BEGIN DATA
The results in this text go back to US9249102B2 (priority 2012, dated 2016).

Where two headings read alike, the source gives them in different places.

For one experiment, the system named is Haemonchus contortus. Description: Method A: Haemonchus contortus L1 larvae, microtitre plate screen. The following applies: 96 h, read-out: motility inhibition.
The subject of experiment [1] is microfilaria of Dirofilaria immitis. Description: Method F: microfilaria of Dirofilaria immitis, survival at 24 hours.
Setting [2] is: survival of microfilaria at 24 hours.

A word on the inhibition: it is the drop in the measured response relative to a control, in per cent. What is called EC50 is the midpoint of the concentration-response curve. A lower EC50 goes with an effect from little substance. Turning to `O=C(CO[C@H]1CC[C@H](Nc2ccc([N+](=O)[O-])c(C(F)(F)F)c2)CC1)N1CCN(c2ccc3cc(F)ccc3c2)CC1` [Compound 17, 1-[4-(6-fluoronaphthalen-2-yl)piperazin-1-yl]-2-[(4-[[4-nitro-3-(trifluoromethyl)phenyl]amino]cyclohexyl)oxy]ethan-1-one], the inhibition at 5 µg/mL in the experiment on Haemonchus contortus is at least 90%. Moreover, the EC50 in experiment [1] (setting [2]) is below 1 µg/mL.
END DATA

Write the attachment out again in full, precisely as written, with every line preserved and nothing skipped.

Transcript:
The results in this text go back to US9249102B2 (priority 2012, dated 2016).

Where two headings read alike, the source gives them in different places.

For one experiment, the system named is Haemonchus contortus. Description: Method A: Haemonchus contortus L1 larvae, microtitre plate screen. The following applies: 96 h, read-out: motility inhibition.
The subject of experiment [1] is microfilaria of Dirofilaria immitis. Description: Method F: microfilaria of Dirofilaria immitis, survival at 24 hours.
Setting [2] is: survival of microfilaria at 24 hours.

A word on the inhibition: it is the drop in the measured response relative to a control, in per cent. What is called EC50 is the midpoint of the concentration-response curve. A lower EC50 goes with an effect from little substance. Turning to `O=C(CO[C@H]1CC[C@H](Nc2ccc([N+](=O)[O-])c(C(F)(F)F)c2)CC1)N1CCN(c2ccc3cc(F)ccc3c2)CC1` [Compound 17, 1-[4-(6-fluoronaphthalen-2-yl)piperazin-1-yl]-2-[(4-[[4-nitro-3-(trifluoromethyl)phenyl]amino]cyclohexyl)oxy]ethan-1-one], the inhibition at 5 µg/mL in the experiment on Haemonchus contortus is at least 90%. Moreover, the EC50 in experiment [1] (setting [2]) is below 1 µg/mL.